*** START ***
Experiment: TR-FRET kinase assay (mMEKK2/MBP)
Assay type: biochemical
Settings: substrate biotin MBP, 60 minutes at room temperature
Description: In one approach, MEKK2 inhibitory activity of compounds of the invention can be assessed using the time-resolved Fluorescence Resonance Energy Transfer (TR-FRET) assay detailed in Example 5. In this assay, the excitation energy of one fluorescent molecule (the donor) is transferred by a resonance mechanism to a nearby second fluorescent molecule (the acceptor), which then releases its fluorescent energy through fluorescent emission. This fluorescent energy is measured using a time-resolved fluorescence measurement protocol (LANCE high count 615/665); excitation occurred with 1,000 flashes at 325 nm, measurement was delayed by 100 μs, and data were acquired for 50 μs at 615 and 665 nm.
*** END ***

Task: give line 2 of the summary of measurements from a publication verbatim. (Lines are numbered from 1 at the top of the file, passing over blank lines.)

Assay type: biochemical